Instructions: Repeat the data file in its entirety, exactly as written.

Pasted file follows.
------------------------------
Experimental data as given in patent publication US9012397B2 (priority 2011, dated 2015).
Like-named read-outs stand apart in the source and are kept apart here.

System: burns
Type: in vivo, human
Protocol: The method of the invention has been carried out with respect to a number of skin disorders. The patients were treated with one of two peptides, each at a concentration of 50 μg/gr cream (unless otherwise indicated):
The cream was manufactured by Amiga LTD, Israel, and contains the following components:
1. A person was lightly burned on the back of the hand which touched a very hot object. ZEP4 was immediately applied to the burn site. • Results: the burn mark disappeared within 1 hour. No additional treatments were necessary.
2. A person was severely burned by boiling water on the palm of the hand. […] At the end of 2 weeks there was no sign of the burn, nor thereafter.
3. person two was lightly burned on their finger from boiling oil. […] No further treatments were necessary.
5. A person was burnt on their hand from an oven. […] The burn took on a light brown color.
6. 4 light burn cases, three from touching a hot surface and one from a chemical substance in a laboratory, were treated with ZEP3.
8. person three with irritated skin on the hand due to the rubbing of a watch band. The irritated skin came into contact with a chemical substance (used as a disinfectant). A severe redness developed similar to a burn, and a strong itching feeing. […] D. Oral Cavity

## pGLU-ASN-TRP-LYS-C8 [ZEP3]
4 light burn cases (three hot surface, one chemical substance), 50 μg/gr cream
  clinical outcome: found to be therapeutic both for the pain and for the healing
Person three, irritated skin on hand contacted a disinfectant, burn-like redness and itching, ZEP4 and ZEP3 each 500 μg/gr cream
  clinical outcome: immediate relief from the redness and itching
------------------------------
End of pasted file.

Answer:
Experimental data as given in patent publication US9012397B2 (priority 2011, dated 2015).
Like-named read-outs stand apart in the source and are kept apart here.

System: burns
Type: in vivo, human
Protocol: The method of the invention has been carried out with respect to a number of skin disorders. The patients were treated with one of two peptides, each at a concentration of 50 μg/gr cream (unless otherwise indicated):
The cream was manufactured by Amiga LTD, Israel, and contains the following components:
1. A person was lightly burned on the back of the hand which touched a very hot object. ZEP4 was immediately applied to the burn site. • Results: the burn mark disappeared within 1 hour. No additional treatments were necessary.
2. A person was severely burned by boiling water on the palm of the hand. […] At the end of 2 weeks there was no sign of the burn, nor thereafter.
3. person two was lightly burned on their finger from boiling oil. […] No further treatments were necessary.
5. A person was burnt on their hand from an oven. […] The burn took on a light brown color.
6. 4 light burn cases, three from touching a hot surface and one from a chemical substance in a laboratory, were treated with ZEP3.
8. person three with irritated skin on the hand due to the rubbing of a watch band. The irritated skin came into contact with a chemical substance (used as a disinfectant). A severe redness developed similar to a burn, and a strong itching feeing. […] D. Oral Cavity

## pGLU-ASN-TRP-LYS-C8 [ZEP3]
4 light burn cases (three hot surface, one chemical substance), 50 μg/gr cream
  clinical outcome: found to be therapeutic both for the pain and for the healing
Person three, irritated skin on hand contacted a disinfectant, burn-like redness and itching, ZEP4 and ZEP3 each 500 μg/gr cream
  clinical outcome: immediate relief from the redness and itching